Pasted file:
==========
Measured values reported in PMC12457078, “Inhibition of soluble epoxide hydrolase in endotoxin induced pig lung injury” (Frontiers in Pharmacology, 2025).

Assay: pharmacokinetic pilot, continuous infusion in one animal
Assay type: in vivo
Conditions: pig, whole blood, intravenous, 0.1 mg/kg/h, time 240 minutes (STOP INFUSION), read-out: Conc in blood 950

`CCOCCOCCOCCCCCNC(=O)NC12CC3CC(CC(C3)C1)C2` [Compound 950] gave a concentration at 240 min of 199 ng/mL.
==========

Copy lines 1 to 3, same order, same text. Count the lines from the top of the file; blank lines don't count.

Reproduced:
Measured values reported in PMC12457078, “Inhibition of soluble epoxide hydrolase in endotoxin induced pig lung injury” (Frontiers in Pharmacology, 2025).

Assay: pharmacokinetic pilot, continuous infusion in one animal
Assay type: in vivo